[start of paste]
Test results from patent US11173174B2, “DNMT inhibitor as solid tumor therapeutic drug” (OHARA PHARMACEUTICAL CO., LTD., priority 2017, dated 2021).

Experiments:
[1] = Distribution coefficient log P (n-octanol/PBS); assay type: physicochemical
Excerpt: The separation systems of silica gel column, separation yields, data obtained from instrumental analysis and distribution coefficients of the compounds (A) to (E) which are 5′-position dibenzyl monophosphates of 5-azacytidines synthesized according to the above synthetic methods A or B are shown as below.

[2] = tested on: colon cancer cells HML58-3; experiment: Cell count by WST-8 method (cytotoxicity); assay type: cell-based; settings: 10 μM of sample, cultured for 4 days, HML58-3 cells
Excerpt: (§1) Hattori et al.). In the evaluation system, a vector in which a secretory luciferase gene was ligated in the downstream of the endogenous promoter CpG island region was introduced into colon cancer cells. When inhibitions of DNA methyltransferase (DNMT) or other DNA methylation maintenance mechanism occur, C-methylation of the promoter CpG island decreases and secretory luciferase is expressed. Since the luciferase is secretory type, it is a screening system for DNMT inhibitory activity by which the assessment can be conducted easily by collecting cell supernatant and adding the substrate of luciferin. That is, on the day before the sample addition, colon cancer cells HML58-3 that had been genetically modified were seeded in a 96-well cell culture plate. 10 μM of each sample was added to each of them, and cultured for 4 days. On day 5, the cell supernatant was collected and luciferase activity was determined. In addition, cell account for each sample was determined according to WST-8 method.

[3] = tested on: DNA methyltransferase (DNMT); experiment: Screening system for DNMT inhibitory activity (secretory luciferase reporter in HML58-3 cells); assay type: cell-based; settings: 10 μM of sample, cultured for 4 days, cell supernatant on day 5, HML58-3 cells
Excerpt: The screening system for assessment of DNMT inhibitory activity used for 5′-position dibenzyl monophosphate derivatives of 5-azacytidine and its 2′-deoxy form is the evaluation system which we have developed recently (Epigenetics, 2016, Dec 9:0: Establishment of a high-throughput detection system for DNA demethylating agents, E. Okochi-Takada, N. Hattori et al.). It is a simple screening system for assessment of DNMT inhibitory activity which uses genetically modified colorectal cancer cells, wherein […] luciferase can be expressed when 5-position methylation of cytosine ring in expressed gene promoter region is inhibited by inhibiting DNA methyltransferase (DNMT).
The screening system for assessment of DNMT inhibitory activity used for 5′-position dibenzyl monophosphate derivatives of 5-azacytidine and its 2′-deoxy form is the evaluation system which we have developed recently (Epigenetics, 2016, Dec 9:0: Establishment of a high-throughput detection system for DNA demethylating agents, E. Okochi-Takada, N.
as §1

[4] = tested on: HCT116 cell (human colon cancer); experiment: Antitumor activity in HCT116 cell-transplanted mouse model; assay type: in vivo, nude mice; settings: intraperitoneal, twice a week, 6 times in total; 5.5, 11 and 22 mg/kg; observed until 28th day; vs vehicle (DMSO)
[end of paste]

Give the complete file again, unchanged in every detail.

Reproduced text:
Test results from patent US11173174B2, “DNMT inhibitor as solid tumor therapeutic drug” (OHARA PHARMACEUTICAL CO., LTD., priority 2017, dated 2021).

Experiments:
[1] = Distribution coefficient log P (n-octanol/PBS); assay type: physicochemical
Excerpt: The separation systems of silica gel column, separation yields, data obtained from instrumental analysis and distribution coefficients of the compounds (A) to (E) which are 5′-position dibenzyl monophosphates of 5-azacytidines synthesized according to the above synthetic methods A or B are shown as below.

[2] = tested on: colon cancer cells HML58-3; experiment: Cell count by WST-8 method (cytotoxicity); assay type: cell-based; settings: 10 μM of sample, cultured for 4 days, HML58-3 cells
Excerpt: (§1) Hattori et al.). In the evaluation system, a vector in which a secretory luciferase gene was ligated in the downstream of the endogenous promoter CpG island region was introduced into colon cancer cells. When inhibitions of DNA methyltransferase (DNMT) or other DNA methylation maintenance mechanism occur, C-methylation of the promoter CpG island decreases and secretory luciferase is expressed. Since the luciferase is secretory type, it is a screening system for DNMT inhibitory activity by which the assessment can be conducted easily by collecting cell supernatant and adding the substrate of luciferin. That is, on the day before the sample addition, colon cancer cells HML58-3 that had been genetically modified were seeded in a 96-well cell culture plate. 10 μM of each sample was added to each of them, and cultured for 4 days. On day 5, the cell supernatant was collected and luciferase activity was determined. In addition, cell account for each sample was determined according to WST-8 method.

[3] = tested on: DNA methyltransferase (DNMT); experiment: Screening system for DNMT inhibitory activity (secretory luciferase reporter in HML58-3 cells); assay type: cell-based; settings: 10 μM of sample, cultured for 4 days, cell supernatant on day 5, HML58-3 cells
Excerpt: The screening system for assessment of DNMT inhibitory activity used for 5′-position dibenzyl monophosphate derivatives of 5-azacytidine and its 2′-deoxy form is the evaluation system which we have developed recently (Epigenetics, 2016, Dec 9:0: Establishment of a high-throughput detection system for DNA demethylating agents, E. Okochi-Takada, N. Hattori et al.). It is a simple screening system for assessment of DNMT inhibitory activity which uses genetically modified colorectal cancer cells, wherein […] luciferase can be expressed when 5-position methylation of cytosine ring in expressed gene promoter region is inhibited by inhibiting DNA methyltransferase (DNMT).
The screening system for assessment of DNMT inhibitory activity used for 5′-position dibenzyl monophosphate derivatives of 5-azacytidine and its 2′-deoxy form is the evaluation system which we have developed recently (Epigenetics, 2016, Dec 9:0: Establishment of a high-throughput detection system for DNA demethylating agents, E. Okochi-Takada, N.
as §1

[4] = tested on: HCT116 cell (human colon cancer); experiment: Antitumor activity in HCT116 cell-transplanted mouse model; assay type: in vivo, nude mice; settings: intraperitoneal, twice a week, 6 times in total; 5.5, 11 and 22 mg/kg; observed until 28th day; vs vehicle (DMSO)